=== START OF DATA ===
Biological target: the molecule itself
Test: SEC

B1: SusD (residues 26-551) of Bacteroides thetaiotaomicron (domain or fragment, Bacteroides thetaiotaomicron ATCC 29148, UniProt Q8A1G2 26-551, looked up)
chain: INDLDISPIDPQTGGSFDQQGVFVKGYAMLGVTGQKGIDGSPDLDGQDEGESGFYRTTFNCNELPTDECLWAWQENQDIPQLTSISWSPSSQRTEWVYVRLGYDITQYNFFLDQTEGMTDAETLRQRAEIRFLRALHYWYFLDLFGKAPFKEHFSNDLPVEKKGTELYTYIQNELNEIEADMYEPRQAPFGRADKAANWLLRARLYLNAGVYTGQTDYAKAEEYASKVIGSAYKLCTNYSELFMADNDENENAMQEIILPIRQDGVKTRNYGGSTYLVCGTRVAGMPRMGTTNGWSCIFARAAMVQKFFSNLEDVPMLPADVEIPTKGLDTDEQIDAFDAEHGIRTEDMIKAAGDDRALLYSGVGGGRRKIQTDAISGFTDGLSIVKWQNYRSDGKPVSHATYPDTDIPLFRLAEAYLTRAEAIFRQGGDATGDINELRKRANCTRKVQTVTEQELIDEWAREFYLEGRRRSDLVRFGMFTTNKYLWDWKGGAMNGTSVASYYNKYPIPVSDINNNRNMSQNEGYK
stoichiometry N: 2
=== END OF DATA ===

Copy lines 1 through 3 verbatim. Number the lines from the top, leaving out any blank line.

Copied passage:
Biological target: the molecule itself
Test: SEC

B1: SusD (residues 26-551) of Bacteroides thetaiotaomicron (domain or fragment, Bacteroides thetaiotaomicron ATCC 29148, UniProt Q8A1G2 26-551, looked up)